How many of us have dieted and dieted until the word leaves a bad taste in our mouths? If it were only that easy, to have that bad taste keep you from eating! But unfortunately for growing numbers of Americans, obesity is a very real concern. For those who have been on what seems a lifelong diet, weight loss surgery may be an option.
However, not everyone can benefit from one of the approved procedures such as a sleeve gastrectomy procedure and not everyone qualifies for what is considered to be major surgery. In other words, there are some people for whom weight loss surgery is not an option. So then, let’s look at what the National Institutes of Health (NIH) defines as the guidelines for determining whether or not someone is a candidate.
NIH Guidelines – ‘The Short List’
Most surgeons will provide what has become referred to as the NIH ‘Short List’ when their patients ask whether or not they are a candidate for weight loss surgery. These are just the very minimum requirements which must be met before you go on to further discussions with your doctor. Here is the short list:
- Sincere attempts to lose weight by non-surgical means have failed (diets)
- A BMI (Body Mass Index) of 40 or even higher which is categorized as extreme obesity
- A BMI indicating obesity (35 to 35.9) with serious health problems directly attributed to obesity
Health problems the NIH feels are directly linked to obesity would be such things as diabetes, high blood pressure and even such things as sleep apnea. Even so, as with all guidelines, there are also exceptions to the rule. For example, many doctors may consider you a candidate if your BMI is over 30 and you have health problems which can be directly related to being overweight.
Now for the Long List
Upon further discussion with you, your surgeon will want to know, in more detail, the circumstances surrounding your weight and the general state of your health. Some of the questions include such things as:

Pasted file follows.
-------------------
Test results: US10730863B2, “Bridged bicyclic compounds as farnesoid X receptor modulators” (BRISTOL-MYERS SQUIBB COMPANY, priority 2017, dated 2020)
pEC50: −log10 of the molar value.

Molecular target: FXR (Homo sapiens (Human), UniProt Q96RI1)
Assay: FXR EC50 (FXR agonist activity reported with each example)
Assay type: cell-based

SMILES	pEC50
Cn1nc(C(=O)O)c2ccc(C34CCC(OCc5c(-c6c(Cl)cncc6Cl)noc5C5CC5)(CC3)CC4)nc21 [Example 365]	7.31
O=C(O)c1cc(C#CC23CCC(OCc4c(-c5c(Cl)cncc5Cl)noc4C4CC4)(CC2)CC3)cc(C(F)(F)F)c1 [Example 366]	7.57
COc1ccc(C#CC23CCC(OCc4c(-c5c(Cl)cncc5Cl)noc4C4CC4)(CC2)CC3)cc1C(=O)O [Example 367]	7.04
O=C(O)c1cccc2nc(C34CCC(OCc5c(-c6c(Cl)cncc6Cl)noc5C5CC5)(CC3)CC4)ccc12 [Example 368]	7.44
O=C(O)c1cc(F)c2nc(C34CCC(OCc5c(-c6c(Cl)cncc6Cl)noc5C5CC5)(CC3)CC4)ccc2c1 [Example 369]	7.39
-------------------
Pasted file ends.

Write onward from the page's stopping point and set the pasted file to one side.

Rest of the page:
- Have you been overweight for at least five or more years?
- Do you drink alcoholic beverages to excess?
- Are you a smoker? (Smokers are disqualified immediately)
- Have your previous attempts at weight loss been successful but the weight came right back on?
- Will your family/general practitioner say you are medically healthy enough for major surgery?
- Do you have Prader-Willi Syndrome?
- Are you willing and ready for ongoing monitoring by a specialist?
- Do you understand that surgery is not the end of the road and you will need to make some very real changes in your lifestyle?
There are more on the Long List but you get the idea. Weight loss surgery may be an option for you but it is still major surgery. Don’t even consider talking to your doctor unless you really have tried dieting unsuccessfully.
Also, these are just the basic requirements and if you are considering bariatric weight loss surgery like the above mentioned sleeve gastrectomy procedure, your chosen surgeon will want a lot more detail that just what NIH says are the minimum required guidelines.
Please note that bariatric weight loss surgery should be considered, for lack of a better word, a last ditch effort.
If all else fails and you are still obese, weight loss surgery may be an option.
A reputable and well qualified bariatric surgeon will be the first to tell you this, so be honest with yourself before asking about surgery.